Paradoxdruid - September 6th, 2005 at 11:29 am

I think Andrew has a really good point. It sounds like you acted instinctually towards self-preservation. Any other reaction to such a situation would show some suicidal tendancies. Humanity didn’t evolve intelligence through acts of “bravery”. We are not lemmings!

Aside from that, it was a good reaction to help your friends too. You certainly couldn’t have helped anyone else if you yourself had been caught in the flood. And your brain wanted to warn just couldn’t find your mouth 😉 Trust your knows more than just good Scotch.

Besides all of this, I can think of many good examples where you put your friends above, if not your life, at least yourself. Tubing in Boulder Creek? (*twitch* *twitch*) Looking for Lily that one night? Don’t let one instinctual reaction (that was right one in the first place!) over-shadow who you are!

Maybe your expectations for yourself (and humanity in general) have been blown out of proportions by too much City of Heroes? 😛

Mallorn - September 6th, 2005 at 1:29 pm

Whether or not it was the right reaction, I still feel like I failed myself, if no one else. It was a commitment to myself that I made after I realized what real friends were. It isn’t pleasant to have something that you believed to be a core facet of your being be shown to be untrue, even just a little. Perhaps I am being too hard on myself, and you [Mallorn] know all too well how harsh I can be on myself at time.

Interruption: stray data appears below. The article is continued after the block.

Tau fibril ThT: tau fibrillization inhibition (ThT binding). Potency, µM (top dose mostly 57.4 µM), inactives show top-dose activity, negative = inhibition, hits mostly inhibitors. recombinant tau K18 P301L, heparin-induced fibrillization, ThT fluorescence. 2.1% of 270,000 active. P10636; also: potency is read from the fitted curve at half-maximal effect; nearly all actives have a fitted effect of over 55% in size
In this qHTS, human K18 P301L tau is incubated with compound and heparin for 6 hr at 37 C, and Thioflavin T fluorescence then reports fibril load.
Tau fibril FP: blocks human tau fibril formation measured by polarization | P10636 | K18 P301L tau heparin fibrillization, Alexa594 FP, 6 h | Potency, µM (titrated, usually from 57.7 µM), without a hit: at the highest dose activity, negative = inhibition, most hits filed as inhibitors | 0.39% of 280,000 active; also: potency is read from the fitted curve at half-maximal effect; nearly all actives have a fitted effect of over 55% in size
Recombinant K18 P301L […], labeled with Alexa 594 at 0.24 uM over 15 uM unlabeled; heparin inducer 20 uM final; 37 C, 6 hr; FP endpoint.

Sorry, if the post seems out of place, but it was something I needed to get out in the air last night. My conscience was screaming at me and this seemed like as good a place as any.

stephen - September 6th, 2005 at 2:50 pm

Stephen, you said ??Sorry, if the post seems out of place??

It couldn’t be in a better place. This is the sort of interesting topic that I love to see. 😀

Paradoxdruid - September 6th, 2005 at 3:20 pm

I think you’re being too hard on yourself. The three of us hardly were longer in responding to the initial flood then you were it seemed. And actually your actions later on certainly showed concern for us. When Cat slipped during the second to last crossing I completely froze until you started telling us to keep moving in order to pull her out. This was a more dangerous situation that I think you showed a correct response, while I didn’t respond in any way except just to keep holding on to her hand. Rather than judge your actions on the single instance, it’s better to look at how you reacted during the entire hike out, which I think we all handeled as well as could have been expected.

mcmillan - September 7th, 2005 at 12:27 pm

“When Cat slipped during the second to last crossing I completely froze until you started telling us to keep moving in order to pull her out. ”